Tech’ top tips – #28. Here’s looking up you kid

This tip is provided by the Centre for Enhancing Learning through Technology (CELT). The images in this post will enlarge when clicked – use the Back button to return to the post.

It seems as though the Excel tips of recent weeks are being well received so in-keeping with the theme, today’s tip is about the Lookup functions in Excel and Absolute references.

Using the lookup functions we can get Excel to search for values within a range and return a result based on a fixed set of criteria. This can be useful when have a large sheet of data and we want to, for example, append the data with extra information.

There are two Lookup functions in Excel; Vertical (up and down columns) and Horizontal (along the rows). The example that follows uses the VLookup (vertical) function to interrogate a list of fictional exam results and return the grade (as defined in a seperate table) in the empty column.

These are the data we’ll be working with. I need the Grade column (column E) to be populated but I don’t want to manually type all of those grades in! So I have created a separate table (in columns G and H) with the potential grades and some matching marks. The name of the game here is to use the VLookup formula in column E and tell it to use the smaller table (the Array) to fill column E in with something depending on what it finds in column D (the result) A set of sample data in Excel
When using VLookup I generally use the wizard – to open this click on Formulas>Insert Function>VLOOKUP before clicking OK The Excel Insert Function wizard
With my cursor in cell E:2 I have opened the wizard and this is my view. This can be a bit daunting to begin with – here’s my understanding of the different elements:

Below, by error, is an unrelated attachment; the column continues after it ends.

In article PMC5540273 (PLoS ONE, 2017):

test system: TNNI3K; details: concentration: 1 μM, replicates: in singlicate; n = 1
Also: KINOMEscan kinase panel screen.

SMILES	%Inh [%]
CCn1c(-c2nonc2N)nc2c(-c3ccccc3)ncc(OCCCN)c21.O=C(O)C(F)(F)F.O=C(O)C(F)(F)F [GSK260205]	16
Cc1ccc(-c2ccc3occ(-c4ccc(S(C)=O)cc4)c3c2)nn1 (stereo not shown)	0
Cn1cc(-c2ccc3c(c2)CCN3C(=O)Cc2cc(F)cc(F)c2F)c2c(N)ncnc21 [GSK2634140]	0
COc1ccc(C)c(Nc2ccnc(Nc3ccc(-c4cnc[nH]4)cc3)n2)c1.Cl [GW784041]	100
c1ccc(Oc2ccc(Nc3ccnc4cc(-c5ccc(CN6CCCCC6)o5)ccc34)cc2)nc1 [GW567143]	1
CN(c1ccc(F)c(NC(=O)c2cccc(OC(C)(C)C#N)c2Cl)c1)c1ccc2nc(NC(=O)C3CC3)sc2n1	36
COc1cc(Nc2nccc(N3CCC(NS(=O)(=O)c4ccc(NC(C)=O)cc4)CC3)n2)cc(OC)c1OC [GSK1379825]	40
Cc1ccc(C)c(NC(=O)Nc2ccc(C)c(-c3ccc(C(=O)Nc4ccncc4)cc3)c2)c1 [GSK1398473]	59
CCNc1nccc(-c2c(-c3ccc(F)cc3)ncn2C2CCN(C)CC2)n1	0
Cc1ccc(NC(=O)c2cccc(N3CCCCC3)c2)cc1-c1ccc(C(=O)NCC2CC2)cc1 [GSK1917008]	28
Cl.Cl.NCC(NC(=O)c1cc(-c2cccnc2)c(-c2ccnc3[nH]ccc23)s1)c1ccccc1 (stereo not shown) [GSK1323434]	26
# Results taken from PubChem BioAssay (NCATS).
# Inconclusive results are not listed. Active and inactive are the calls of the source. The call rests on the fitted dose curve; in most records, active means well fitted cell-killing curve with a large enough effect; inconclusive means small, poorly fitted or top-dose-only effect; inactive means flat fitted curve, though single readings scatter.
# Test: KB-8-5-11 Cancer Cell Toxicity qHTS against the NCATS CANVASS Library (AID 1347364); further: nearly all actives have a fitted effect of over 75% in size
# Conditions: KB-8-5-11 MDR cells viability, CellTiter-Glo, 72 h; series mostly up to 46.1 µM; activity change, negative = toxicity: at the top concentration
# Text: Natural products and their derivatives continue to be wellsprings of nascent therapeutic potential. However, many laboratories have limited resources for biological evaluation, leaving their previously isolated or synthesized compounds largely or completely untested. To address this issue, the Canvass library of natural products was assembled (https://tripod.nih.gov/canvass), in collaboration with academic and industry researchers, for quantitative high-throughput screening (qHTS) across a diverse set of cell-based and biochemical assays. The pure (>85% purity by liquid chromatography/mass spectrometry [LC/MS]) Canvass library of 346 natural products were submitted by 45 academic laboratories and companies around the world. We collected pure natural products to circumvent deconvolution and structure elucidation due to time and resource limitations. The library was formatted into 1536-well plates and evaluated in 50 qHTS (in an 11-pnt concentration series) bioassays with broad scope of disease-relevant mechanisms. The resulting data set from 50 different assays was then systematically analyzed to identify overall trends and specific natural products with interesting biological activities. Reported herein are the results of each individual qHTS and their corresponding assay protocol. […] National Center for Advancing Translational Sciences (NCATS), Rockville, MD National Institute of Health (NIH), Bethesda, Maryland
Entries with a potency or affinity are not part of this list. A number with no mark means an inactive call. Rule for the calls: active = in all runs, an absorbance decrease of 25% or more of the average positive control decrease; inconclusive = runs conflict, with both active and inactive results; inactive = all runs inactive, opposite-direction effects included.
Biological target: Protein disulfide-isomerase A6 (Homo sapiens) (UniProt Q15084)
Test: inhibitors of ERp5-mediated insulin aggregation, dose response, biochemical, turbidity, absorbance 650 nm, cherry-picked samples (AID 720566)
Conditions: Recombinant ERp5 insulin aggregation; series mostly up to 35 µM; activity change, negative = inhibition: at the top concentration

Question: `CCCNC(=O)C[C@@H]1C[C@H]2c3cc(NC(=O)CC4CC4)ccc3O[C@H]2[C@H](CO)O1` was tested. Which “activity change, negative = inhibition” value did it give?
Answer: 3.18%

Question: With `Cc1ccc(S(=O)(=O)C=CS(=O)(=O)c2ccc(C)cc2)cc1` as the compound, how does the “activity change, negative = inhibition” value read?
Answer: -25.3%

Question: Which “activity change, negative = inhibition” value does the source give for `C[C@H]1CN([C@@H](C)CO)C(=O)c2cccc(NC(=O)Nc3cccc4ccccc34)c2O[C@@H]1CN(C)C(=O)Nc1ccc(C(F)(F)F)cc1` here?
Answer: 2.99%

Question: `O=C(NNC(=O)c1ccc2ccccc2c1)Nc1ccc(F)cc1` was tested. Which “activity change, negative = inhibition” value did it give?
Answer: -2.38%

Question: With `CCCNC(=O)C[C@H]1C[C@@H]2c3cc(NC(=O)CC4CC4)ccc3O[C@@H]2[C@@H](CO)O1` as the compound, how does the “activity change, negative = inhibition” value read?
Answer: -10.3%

Lookup_value In our example this is the result in column D. Essentially, what we want Excel to look for in our little Array

Table_array This is the little table I created with the potential grades and marks in columns G and H

Col_index_num This is the confusing one! Excel usually likes to use letters for column labels but here it wants to use numbers. This field relates to the column in the Array where the, in this example, the grades are stored. Our Array is a two column table and the grades are in the second column so we need to put a “2” in this field

Range_lookup enables us to add some flexibility. If we leave this blank Excel will return a grade based on the Score that is closest to the Result. This is fine as our student results won’t fit neatly into our seven options within the Array. However, be careful with this as you may need Excel to find exact values when looking up data in a column – if this is the case type the word “FALSE” in this field

The VLookup wizard
Here’s how the wizard looks when completed as described The completed VLookup wizard
Having clicked Ok we now have a grade in Christine Alderman’s Grade column. To recap, cell E:2 is looking at D:2 and then seeing if there’s anything close within the Array (column G) and if so returning whatever sits in column H accordingly. Therefore Christine has a result of 87, this is closest to 85 so Excel returns an A* – well done Christine The dataset with one grade in place
The formula looks like this The VLookup formula
Now we have a formula in place, to make life easier we can drag this down column E and get Excel to do the heavy work for our entire list – however, something doesn’t look right Errors in the dataset
This is the formula for row 10 (patricia Rowe) – notice that although Excel is looking at patricia’s Result (column D) the cells in which it thinks our Array lives have changed. Our Array is in range G1 to H8 but patricia’s row thinks our Array is from G9 to H16 – no wonder it can’t find anything A faulty Excel formula
There’s an easy way to fix this; before dragging the formula, we need to make the cell references for our Array ‘Absolute’ or fixed. To do this we use the dollar sign “$” to fix both the columns and rows for our Array. We can amend the first formal that was created by the wizard by typing in the Formula Bar – I have added four dollar signs to the formula Amending formulae in Excel
This time, when I drag the formula down the Table Array will stay fixed and a full set of grades will be populated; bad luck Heather, patricia and Ashley!

Absolute references can be used in all parts of Excel when we’re dragging formulae around – it makes life so much easier when we need to fix a part of a formula

The final dataset